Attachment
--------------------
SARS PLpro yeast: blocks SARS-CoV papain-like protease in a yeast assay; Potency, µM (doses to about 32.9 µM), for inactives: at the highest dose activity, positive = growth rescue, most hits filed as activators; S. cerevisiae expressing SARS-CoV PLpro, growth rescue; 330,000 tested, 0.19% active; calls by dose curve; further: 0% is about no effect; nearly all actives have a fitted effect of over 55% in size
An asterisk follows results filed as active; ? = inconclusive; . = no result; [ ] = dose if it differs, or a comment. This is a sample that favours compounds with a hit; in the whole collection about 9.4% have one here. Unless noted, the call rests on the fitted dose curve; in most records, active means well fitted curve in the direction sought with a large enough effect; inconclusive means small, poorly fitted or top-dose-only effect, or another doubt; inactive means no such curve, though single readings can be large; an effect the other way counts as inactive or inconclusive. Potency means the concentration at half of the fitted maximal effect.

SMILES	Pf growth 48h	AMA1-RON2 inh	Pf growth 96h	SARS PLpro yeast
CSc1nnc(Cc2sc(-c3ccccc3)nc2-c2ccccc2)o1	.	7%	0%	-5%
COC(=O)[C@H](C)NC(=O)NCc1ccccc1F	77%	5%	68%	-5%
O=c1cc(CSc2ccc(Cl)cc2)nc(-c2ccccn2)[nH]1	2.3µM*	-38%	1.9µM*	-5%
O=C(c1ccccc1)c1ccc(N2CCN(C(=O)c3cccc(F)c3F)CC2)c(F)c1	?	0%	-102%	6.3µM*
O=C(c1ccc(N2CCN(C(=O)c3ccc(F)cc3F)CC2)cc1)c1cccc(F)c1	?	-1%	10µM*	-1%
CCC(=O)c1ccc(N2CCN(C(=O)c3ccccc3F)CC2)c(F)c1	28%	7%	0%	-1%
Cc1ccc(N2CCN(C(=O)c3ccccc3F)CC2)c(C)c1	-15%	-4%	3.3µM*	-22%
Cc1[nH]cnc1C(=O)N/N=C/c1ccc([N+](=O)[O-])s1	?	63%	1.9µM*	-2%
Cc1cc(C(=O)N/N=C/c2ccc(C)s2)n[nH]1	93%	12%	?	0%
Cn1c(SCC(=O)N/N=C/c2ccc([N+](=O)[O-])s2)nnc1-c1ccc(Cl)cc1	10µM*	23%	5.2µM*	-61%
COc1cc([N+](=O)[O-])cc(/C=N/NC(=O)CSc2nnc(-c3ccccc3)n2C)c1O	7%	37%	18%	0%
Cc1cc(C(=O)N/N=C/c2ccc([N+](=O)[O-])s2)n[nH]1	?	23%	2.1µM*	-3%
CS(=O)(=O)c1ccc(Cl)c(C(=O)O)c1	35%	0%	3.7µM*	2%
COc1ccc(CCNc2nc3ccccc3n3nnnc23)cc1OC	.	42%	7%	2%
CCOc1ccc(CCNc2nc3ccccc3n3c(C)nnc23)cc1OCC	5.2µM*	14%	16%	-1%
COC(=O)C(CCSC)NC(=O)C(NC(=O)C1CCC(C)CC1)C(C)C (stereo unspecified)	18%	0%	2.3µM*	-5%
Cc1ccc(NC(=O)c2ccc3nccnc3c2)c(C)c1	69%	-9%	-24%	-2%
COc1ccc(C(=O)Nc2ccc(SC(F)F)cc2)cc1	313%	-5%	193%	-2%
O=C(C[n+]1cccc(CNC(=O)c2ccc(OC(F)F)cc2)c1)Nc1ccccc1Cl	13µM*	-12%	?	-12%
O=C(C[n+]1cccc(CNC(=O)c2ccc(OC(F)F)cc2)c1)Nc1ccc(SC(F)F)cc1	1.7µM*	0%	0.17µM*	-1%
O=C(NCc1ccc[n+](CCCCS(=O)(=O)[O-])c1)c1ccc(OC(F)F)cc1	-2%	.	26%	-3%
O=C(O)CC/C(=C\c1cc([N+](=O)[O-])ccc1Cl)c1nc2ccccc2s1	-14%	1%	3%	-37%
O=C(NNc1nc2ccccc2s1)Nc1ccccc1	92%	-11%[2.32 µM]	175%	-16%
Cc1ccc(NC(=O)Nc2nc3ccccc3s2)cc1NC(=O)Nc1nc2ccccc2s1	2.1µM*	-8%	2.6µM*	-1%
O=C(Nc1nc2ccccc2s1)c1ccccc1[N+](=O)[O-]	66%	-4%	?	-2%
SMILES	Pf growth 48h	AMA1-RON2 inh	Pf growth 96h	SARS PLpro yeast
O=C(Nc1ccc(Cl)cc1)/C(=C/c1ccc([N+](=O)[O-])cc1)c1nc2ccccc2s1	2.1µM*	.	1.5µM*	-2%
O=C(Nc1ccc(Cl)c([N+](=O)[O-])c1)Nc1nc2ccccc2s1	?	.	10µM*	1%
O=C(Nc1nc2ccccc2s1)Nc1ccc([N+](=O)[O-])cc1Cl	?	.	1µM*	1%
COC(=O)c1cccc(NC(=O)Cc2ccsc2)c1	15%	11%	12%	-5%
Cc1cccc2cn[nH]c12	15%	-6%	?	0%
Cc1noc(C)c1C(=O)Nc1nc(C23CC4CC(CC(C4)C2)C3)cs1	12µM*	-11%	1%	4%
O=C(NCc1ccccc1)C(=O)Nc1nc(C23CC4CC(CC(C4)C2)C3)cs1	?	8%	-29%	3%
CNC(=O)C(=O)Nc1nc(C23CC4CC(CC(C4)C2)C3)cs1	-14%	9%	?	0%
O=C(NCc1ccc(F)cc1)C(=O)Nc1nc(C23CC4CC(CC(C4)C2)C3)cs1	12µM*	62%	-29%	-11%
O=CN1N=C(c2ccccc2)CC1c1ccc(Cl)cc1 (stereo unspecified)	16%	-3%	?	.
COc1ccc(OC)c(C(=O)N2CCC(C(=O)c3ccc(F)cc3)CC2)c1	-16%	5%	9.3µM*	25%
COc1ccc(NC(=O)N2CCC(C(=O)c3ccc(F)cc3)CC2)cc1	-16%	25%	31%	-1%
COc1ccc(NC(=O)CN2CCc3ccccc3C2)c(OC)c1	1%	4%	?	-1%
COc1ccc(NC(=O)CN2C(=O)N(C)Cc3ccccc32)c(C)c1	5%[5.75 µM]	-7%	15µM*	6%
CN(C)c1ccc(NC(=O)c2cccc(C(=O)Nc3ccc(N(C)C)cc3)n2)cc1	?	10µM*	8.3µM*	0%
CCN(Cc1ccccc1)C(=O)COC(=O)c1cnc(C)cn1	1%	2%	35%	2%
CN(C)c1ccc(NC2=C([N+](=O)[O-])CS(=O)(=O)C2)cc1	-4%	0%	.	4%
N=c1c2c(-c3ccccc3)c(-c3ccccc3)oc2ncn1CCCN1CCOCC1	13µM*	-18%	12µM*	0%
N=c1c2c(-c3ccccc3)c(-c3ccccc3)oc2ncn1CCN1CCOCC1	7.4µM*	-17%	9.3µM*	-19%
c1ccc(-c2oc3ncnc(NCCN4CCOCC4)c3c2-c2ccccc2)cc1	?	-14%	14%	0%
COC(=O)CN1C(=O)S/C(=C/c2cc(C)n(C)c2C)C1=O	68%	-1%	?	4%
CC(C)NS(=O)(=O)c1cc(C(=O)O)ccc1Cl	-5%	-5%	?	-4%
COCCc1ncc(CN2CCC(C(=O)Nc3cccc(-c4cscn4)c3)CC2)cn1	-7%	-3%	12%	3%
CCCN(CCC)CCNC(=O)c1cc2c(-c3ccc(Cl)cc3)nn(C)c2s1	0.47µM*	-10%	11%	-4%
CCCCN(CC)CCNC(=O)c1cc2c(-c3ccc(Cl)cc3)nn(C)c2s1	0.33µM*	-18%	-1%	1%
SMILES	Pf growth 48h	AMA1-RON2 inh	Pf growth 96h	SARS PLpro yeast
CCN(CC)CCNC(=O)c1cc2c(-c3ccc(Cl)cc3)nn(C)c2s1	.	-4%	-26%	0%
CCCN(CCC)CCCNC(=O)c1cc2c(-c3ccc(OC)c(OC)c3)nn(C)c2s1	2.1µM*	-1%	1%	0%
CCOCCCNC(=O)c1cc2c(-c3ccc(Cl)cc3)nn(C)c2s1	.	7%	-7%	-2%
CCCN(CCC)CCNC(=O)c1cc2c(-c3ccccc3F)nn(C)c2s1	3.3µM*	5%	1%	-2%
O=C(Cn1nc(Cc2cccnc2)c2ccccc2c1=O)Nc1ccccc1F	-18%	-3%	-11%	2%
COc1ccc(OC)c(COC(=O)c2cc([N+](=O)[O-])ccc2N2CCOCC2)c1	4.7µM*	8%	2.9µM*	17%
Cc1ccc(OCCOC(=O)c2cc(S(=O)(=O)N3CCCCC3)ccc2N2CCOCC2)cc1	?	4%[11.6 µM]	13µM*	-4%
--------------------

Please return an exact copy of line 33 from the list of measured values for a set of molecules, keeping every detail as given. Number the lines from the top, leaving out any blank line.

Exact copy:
COC(=O)c1cccc(NC(=O)Cc2ccsc2)c1	15%	11%	12%	-5%